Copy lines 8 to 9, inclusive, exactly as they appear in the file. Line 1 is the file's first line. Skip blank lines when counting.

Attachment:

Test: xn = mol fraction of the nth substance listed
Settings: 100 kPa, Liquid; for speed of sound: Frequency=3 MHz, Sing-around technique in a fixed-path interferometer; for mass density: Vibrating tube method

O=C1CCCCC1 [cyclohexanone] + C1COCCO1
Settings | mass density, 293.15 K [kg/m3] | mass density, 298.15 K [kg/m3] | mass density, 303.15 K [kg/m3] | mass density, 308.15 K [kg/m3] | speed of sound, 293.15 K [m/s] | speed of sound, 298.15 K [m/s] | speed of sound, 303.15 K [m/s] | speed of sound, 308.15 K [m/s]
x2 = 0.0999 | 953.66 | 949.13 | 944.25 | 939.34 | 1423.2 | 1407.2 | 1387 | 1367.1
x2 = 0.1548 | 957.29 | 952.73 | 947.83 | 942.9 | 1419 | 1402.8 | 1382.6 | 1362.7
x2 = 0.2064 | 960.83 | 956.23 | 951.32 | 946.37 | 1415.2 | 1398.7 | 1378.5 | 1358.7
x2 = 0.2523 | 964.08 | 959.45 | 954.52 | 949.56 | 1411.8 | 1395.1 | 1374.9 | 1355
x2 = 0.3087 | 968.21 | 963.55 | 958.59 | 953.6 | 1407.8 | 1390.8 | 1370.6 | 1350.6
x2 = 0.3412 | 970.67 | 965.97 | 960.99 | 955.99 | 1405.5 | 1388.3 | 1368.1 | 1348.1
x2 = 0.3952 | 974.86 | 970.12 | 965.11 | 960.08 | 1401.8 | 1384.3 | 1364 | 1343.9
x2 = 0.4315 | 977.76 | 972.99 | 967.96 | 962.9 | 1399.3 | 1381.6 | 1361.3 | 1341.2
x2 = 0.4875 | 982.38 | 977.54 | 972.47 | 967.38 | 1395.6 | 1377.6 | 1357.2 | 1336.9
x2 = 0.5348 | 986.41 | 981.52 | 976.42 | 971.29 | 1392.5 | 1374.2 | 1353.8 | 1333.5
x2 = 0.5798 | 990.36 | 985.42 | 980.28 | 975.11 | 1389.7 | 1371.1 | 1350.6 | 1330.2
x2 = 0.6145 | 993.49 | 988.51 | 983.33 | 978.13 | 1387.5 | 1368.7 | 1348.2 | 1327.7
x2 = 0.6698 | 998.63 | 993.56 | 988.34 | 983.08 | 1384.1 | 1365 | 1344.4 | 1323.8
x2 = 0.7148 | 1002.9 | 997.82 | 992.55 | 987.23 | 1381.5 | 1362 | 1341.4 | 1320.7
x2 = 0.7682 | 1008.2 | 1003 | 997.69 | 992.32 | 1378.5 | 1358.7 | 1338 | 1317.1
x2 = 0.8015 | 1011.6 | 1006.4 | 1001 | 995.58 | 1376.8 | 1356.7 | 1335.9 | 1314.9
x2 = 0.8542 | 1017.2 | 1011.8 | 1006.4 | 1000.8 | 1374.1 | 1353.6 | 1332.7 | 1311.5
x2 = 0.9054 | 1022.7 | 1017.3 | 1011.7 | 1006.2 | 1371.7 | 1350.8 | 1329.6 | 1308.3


x2 = 0.2523 | 964.08 | 959.45 | 954.52 | 949.56 | 1411.8 | 1395.1 | 1374.9 | 1355
x2 = 0.3087 | 968.21 | 963.55 | 958.59 | 953.6 | 1407.8 | 1390.8 | 1370.6 | 1350.6